Picture Book for Kids Eyes that Kiss in the Corners by JOanna Ho illustrated by Dong Ho
This is such a special book for kids about belonging. Yes, it will definitely appeal to children of Asian ethnicity, but this children's book is for everyone!
We each are unique and special, and when we connect our specialness to others, it brings a sense of belonging.
Book for kids Summary
The main character, a little girl, notices the differences in people's eyes and discovers hers are special; they remind her she belongs.
She notices not only the similarity of her mother's eyes and those of her grandmother and sister, but she also sees a depth of love and family in each.
Her mother's eyes crinkle and sparkle; they speak to the little girl that she is special. Her grandmother Amah's eyes tell stories of their culture and history. Her sister Mei-Mei's eyes fill with joy in her presence.
She discovers that her eyes may be different from many other children, they make her special and remind her she belongs in a family and in a beautiful culture which fills her with strength and hope.
Some people have eyes like sapphire lagoons
with lashes like lace trim on ball gowns,
sweeping their cheeks as the twirl.
Big eyes, long lashes.
I have eyes that kiss in the corners and glow like warm tea.
My eyes are just like Mama's.
Important Highlights a Book for Kids about Belonging
This special book for kids contains so many beautifully written descriptions of eyes & how eyes can speak.
The illustrations are filled with the beauty of the Asian culture.
It helps children (and adults) get a glimpse of their unique specialness.
Lessons & Activities
Book for Kids - Bible Lessons
Galatians 3:8 says - "There is neither Jew nor Greek, there is neither slave nor free, there is no male and female, for you are all one in Christ Jesus."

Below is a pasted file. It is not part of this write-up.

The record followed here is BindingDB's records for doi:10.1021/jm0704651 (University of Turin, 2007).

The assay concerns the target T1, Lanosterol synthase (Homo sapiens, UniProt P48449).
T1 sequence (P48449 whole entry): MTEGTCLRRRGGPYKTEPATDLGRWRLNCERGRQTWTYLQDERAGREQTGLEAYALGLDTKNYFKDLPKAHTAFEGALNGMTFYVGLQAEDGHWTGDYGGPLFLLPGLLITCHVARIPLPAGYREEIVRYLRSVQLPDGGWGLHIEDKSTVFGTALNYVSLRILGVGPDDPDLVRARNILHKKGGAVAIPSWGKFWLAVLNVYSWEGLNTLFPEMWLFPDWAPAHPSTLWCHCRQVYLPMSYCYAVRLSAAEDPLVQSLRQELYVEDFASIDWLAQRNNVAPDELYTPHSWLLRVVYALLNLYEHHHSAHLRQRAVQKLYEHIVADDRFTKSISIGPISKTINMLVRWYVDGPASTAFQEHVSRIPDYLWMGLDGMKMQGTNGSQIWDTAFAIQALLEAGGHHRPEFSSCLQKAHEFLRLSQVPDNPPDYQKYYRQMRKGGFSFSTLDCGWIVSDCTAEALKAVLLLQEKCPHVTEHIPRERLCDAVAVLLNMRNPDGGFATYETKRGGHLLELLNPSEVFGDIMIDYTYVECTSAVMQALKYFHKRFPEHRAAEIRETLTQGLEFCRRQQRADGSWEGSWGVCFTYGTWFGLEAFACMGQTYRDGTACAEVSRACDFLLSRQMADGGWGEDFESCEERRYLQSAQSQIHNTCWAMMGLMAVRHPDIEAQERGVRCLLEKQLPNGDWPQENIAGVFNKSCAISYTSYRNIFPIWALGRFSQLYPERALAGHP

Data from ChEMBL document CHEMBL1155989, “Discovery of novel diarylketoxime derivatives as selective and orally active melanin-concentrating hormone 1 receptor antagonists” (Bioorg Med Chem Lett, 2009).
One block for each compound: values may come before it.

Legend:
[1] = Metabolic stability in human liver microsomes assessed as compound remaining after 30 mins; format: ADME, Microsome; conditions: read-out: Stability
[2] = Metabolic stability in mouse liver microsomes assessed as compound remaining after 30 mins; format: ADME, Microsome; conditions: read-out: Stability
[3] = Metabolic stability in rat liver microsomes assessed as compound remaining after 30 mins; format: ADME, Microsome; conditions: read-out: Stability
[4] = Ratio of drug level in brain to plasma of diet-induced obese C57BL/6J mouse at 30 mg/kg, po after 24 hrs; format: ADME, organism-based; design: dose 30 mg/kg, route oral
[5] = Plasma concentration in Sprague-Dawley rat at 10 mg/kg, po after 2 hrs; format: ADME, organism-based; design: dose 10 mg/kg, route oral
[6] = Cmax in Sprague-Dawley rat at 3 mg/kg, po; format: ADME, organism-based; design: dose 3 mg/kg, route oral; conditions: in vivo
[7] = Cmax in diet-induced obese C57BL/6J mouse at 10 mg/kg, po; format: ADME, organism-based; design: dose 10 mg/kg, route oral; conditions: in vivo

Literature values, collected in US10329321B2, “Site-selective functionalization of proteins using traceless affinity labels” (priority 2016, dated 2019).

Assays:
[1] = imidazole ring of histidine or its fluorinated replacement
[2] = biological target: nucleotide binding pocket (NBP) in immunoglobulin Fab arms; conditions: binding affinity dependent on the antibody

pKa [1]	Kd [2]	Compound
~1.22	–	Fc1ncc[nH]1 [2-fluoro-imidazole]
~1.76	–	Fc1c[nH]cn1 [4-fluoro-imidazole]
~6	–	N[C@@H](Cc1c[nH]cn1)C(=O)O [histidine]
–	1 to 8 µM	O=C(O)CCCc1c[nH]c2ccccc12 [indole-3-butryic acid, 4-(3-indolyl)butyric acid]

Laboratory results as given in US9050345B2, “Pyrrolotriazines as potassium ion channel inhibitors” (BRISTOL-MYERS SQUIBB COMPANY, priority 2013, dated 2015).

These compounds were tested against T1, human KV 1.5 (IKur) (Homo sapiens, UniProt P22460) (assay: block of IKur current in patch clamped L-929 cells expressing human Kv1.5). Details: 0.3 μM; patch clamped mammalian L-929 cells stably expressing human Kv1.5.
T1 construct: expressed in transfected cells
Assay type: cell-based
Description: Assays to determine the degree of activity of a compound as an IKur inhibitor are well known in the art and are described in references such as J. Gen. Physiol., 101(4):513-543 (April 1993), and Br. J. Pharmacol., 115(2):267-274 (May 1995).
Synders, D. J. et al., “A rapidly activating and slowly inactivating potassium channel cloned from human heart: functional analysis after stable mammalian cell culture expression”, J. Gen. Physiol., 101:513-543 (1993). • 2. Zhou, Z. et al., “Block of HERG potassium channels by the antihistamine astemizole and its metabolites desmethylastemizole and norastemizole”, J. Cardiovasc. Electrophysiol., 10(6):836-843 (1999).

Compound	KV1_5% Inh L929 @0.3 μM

Being a part of God's family gives the utmost sense of belonging. Yes, we are each unique and different for a purpose, and in our uniqueness and differences we each can reflect the beautiful image of God.
True belonging goes beyond our physical features; true belonging is having a home for our heart, a place we feel accepted and loved just as we are. God showed His great love for each of us in that even while we were/are still sinners, He sent His Son Jesus to die for us. (Romans 5:8)
When we are a part of God's family, this should also cause us to accept the differences and show love towards others in His family.
"May the God of endurance and encouragement grant you to live in such harmony with one another, in accord with Christ Jesus, 6 that together you may with one voice glorify the God and Father of our Lord Jesus Christ. 7 Therefore welcome one another as Christ has welcomed you, for the glory of God." - Romans 15:5-7
“A new command I give you: Love one another. As I have loved you, so you must love one another." - John 13:34
Take time to pray thanking God for how He has made us special, for those He has placed in our lives, and for making it possible for us to be a part of His family.